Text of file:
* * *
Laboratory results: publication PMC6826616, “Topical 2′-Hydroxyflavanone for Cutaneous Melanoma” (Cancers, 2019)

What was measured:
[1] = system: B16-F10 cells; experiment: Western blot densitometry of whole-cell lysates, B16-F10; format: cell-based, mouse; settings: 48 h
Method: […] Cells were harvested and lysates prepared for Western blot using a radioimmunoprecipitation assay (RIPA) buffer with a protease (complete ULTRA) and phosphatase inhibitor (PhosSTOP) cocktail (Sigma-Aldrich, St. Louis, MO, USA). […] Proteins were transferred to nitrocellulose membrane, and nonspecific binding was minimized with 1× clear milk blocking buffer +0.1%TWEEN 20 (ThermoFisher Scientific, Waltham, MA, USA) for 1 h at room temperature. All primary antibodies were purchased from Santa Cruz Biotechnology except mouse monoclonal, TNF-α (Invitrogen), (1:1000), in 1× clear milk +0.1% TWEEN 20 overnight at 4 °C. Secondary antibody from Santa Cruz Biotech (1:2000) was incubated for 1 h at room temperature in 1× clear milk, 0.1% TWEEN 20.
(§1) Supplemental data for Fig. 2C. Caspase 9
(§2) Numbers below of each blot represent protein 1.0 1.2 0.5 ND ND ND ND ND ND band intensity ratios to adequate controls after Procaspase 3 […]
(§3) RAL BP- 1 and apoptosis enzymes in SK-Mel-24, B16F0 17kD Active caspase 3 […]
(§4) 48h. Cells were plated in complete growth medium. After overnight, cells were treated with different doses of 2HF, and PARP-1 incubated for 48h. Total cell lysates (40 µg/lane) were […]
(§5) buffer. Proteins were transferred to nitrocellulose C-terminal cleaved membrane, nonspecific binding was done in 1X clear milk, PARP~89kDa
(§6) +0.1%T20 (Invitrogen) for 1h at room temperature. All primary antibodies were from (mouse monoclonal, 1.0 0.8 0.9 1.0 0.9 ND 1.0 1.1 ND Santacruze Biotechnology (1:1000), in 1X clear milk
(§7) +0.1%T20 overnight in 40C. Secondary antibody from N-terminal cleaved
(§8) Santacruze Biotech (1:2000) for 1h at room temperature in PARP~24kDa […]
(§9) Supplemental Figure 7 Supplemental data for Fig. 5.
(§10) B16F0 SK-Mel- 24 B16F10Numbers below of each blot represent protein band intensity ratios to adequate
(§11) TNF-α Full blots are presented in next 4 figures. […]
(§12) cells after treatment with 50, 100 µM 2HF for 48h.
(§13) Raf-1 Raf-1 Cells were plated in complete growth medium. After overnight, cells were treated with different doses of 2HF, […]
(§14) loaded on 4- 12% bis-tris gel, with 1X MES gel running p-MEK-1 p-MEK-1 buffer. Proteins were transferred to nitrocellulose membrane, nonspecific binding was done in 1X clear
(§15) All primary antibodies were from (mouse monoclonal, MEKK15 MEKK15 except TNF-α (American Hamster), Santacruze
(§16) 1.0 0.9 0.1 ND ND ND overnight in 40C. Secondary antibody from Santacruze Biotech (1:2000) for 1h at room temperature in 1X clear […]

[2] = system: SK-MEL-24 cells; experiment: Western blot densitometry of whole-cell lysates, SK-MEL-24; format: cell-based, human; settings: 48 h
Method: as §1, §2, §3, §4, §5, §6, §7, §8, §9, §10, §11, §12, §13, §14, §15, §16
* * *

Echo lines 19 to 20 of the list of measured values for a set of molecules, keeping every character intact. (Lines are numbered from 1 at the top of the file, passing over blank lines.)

(§15) All primary antibodies were from (mouse monoclonal, MEKK15 MEKK15 except TNF-α (American Hamster), Santacruze
(§16) 1.0 0.9 0.1 ND ND ND overnight in 40C. Secondary antibody from Santacruze Biotech (1:2000) for 1h at room temperature in 1X clear […]